Fantasy, reality, and objectification that happens in between. These aspects are what move Sioux Falls artist Cameron Stalheim. Known for incredible sculpture works like the Merman and Minotaur featured in Art Maze I and II, Stalheim is looking forward to the debut of this latest piece, Persist, which will be installed in the 2018 SculptureWalk Sioux Falls on May 5. The life-size figure will be over eight feet high and will be cast in bronze. 605 chatted with Stalheim on what inspires pieces, his favorite go-to spots, and memorable moments from the art process.
I first became interested in art… as a child. My mother was an art teacher, and my father was a handyman, so I had a very creative childhood. I was always drawing or making little creatures out of clay. I excelled in art classes, so I knew early on that I would end up working in some kind of creative field.
You may have seen my work… at Art Maze I and II, where I did this merman and minotaur. I’ve also shown at Ipso Gallery, Exposure Gallery and Studios, and Coffea [Roasterie].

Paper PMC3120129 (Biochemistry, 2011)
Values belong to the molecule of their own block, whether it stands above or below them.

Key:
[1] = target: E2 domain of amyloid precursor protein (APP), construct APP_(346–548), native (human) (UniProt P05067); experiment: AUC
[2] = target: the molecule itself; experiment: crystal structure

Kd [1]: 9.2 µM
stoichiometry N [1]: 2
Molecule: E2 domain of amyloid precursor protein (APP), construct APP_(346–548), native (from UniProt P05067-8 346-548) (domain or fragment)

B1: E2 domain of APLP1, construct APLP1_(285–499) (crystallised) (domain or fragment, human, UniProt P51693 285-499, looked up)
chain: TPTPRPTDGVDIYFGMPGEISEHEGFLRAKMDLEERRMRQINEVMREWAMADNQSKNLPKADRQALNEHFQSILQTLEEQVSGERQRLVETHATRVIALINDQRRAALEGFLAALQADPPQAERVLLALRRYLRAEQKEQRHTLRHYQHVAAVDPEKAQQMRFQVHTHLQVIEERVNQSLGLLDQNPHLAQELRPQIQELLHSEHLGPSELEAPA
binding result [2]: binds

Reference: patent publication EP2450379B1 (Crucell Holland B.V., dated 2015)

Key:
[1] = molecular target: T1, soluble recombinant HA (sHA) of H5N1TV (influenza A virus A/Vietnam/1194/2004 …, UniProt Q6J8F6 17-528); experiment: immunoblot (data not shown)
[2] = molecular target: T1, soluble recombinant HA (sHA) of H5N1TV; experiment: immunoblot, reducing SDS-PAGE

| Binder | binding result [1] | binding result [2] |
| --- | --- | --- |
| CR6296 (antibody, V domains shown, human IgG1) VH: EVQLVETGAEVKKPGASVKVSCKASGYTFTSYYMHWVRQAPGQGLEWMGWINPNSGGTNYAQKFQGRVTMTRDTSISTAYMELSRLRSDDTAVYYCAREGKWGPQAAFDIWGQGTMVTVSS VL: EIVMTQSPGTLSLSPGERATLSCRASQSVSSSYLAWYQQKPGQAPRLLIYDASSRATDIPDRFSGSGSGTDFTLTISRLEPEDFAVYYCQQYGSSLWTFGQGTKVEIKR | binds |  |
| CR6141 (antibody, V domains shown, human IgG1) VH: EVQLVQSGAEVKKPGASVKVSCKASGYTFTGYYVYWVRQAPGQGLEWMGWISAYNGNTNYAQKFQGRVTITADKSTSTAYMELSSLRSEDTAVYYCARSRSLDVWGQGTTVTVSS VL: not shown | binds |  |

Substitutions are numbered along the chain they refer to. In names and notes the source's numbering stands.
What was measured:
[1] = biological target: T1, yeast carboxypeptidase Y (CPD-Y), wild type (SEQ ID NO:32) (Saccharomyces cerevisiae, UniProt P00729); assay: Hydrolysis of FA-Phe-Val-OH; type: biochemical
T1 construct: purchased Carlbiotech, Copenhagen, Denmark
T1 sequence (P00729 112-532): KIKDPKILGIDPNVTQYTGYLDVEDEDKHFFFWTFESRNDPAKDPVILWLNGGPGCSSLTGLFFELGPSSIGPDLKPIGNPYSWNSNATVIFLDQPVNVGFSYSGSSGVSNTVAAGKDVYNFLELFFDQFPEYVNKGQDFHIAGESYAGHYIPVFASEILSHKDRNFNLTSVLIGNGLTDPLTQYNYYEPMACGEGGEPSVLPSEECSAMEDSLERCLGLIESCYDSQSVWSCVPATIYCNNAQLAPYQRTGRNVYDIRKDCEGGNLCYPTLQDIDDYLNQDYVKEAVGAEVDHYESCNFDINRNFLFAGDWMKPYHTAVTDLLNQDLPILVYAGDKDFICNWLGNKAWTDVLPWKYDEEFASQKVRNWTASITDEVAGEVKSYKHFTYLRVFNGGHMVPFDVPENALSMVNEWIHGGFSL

What really inspires me… is the blurred line between fantasy and reality. Our sense of self is informed not only by our tangible circumstances, but also by our constructed fantasies. My work tends to bring these two aspects of life together.
I would describe my work as… transformative. Not only do many of my materials physically transform from one material to another, but there is an emotional transformation that takes place as well. Much of my work is a reflection of my self discovery, so you can typically find some kind of shift between my use of macabre to lighter, more joyous movements.
When I created the mascot statue for my alma mater, the University of South Dakota… I had no idea how impactful it would be for my career. It really gave me an opportunity to say to the world, “Hey, look, I’m serious about this art stuff. Let me show you.” It was a real launching pad for me.